And that’s why, today, RBC is proud to announce a gift of $500,000 for the museum’s Canada: Day 1 Project. This national travelling exhibit will offer visitors a powerful living history experience, including displays of personal stories, original artworks and archive images.

We hope everyone will have a chance to see the exhibit, and truly appreciate what diversity, inclusion and immigration have contributed to Canada.

Thank you.

Leveraging Immigrant Talent for Business Development

Clarence Lochead of Hire Immigrants Ottawa examines how immigration furthers economic development objectives in Ottawa.

By Clarence Lochhead, Senior Manager, Policy and Research, Hire Immigrants Ottawa, Ottawa Business Journal

So I recently purchased an environmentally friendly humidifier for my home – called the Rumidifier – you may have heard of it. It’s a great innovation, requires no energy to run, and it works really well. What’s that got to do with immigration and business development you say? Well, it turns out that the Rumidifier was developed by a local immigrant entrepreneur. It’s a terrific success story, and one that illustrates how the skills and talents of newcomers can lead to exciting new Ottawa based business ventures, creating jobs and growing the region’s economic base.

To be sure, business development objectives are at the forefront of local efforts to ensure continued prosperity in the Nation’s Capital. Invest Ottawa for example, is leading the way with innovative programs and resources that promote and support entrepreneurialism, investment and business growth in the capital region. With downsizing and adjustments in the federal public service, this focus is both timely and welcomed.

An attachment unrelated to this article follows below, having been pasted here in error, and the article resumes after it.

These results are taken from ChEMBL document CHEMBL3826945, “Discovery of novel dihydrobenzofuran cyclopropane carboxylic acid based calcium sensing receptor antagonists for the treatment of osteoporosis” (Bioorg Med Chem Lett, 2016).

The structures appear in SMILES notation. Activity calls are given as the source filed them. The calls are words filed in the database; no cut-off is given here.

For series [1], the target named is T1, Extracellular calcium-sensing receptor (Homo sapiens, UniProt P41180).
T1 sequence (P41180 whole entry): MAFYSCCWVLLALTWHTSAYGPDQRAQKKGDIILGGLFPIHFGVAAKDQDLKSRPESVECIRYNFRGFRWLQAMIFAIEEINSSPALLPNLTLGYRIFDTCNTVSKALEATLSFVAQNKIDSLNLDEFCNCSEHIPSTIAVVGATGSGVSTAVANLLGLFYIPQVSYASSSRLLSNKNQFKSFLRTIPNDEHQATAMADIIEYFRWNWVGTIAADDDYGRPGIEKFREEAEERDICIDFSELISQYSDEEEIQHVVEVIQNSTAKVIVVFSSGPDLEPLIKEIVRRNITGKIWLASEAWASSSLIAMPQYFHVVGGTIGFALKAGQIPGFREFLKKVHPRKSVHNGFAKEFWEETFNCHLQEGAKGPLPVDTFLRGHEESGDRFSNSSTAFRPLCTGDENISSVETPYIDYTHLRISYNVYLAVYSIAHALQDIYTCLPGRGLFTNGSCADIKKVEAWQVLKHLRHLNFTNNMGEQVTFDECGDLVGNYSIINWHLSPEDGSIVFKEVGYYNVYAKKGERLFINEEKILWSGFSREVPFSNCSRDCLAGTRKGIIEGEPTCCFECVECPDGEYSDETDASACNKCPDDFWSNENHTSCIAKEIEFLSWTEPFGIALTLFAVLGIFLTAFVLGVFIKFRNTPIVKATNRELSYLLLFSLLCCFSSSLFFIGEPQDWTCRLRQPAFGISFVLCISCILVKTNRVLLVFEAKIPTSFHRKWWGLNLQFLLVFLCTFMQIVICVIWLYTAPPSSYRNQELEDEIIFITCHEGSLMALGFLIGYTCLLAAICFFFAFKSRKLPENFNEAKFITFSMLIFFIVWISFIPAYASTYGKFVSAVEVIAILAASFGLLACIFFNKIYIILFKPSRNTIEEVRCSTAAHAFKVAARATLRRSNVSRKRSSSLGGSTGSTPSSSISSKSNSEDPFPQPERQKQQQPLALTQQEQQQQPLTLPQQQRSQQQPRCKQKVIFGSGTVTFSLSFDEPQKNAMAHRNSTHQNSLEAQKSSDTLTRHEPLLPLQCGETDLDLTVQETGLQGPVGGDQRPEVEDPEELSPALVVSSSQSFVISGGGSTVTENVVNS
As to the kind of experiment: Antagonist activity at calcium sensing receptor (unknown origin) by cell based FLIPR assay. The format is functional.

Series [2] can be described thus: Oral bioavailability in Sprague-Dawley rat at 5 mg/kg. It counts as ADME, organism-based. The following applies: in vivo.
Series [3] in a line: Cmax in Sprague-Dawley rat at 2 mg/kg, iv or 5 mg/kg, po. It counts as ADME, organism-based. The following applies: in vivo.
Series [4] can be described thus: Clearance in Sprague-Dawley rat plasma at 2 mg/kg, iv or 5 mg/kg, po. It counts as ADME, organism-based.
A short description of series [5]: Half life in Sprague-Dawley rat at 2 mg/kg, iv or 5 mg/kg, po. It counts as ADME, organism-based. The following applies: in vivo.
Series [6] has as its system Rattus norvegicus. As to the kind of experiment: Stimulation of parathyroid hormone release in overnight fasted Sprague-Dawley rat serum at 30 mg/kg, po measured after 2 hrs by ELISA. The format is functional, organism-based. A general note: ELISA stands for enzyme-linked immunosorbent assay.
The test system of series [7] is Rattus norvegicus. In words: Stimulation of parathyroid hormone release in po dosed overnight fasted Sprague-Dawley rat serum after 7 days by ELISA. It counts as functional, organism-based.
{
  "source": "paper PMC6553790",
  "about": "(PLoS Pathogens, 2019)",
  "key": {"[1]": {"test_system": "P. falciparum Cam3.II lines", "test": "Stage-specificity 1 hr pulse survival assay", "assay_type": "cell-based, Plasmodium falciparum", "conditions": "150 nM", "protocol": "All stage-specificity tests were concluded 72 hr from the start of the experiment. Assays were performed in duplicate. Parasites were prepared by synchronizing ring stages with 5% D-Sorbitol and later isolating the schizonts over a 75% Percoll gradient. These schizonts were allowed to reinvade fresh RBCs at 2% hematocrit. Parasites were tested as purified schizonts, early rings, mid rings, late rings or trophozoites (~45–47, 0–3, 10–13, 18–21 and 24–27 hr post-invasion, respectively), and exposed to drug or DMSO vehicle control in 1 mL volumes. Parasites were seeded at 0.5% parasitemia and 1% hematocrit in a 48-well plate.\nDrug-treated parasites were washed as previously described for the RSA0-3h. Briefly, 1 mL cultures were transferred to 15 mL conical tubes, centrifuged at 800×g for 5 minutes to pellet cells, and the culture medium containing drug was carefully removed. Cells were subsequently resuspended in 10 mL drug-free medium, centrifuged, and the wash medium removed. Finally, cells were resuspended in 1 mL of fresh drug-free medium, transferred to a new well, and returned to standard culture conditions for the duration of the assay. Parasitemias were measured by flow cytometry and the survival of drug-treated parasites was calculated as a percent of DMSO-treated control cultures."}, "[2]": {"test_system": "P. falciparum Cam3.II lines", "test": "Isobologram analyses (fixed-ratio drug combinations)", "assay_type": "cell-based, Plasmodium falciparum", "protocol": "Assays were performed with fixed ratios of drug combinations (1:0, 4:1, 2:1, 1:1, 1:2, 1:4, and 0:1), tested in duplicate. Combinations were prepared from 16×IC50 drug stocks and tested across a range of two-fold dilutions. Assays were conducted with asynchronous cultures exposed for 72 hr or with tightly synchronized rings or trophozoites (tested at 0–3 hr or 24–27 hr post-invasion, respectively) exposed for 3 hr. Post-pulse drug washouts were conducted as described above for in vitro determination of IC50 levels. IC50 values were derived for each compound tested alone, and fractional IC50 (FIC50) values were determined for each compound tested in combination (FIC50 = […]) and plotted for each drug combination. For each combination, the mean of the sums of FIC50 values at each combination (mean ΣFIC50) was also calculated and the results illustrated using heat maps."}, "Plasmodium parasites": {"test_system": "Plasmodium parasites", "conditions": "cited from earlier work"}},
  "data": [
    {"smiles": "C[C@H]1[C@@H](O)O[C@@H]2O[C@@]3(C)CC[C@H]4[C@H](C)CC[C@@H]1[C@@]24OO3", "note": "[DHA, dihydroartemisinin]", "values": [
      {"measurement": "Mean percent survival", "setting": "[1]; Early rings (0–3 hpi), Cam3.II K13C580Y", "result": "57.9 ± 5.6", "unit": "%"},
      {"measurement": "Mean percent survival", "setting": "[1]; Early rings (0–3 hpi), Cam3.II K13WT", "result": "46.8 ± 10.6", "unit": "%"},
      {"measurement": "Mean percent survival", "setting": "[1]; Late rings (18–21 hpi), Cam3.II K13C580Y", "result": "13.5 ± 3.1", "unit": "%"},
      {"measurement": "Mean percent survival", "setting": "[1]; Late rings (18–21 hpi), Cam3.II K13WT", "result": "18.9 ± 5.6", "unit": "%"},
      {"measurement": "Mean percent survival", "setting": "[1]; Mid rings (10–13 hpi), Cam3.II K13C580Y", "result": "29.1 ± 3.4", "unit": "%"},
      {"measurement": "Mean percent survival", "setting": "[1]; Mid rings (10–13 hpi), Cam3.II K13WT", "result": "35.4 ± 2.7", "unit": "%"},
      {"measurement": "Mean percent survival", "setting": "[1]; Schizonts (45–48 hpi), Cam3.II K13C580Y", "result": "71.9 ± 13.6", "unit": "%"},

Along with this focus on growth and diversification, there is a widely held view in Ottawa that immigrants will play an important, perhaps even critical role in the future success of the city. The Ottawa Local Immigration Partnership (OLIP) for instance, tells us that “successful attraction, settlement, and integration of immigrants is essential for Ottawa’s future prosperity and vitality.”

So is there a relationship between immigration and the broad objectives of economic growth and diversification? Can immigrant talent be leveraged to advance and optimize Ottawa’s business development objectives?

I’d like to suggest a few of the ways in which immigration already furthers economic development objectives in Ottawa. As a starting point, I’ll refer to some work recently produced by the International Economic Development Council(IEDC), which is the world’s largest membership organization of economic development professionals. Last July, the IECD released a report outlining four ways in which immigration furthers economic development objectives: by contributing to economic expansion; by fueling STEM (Science, Technology, Engineering and Mathematics) industries; by leading to immigrant owned businesses; and by supplementing the labour force in critical ways.

Let’s look at each of these in turn and see how it relates to the situation in Ottawa. Bear with me as I take you through a few numbers.

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Boldly Playing the Global Talent Game

IEC-BC argues it is a critical time close the skills and labour gap by thinking differently about attracting and retaining skilled talent from around the world — seeing skilled immigrants as the solution.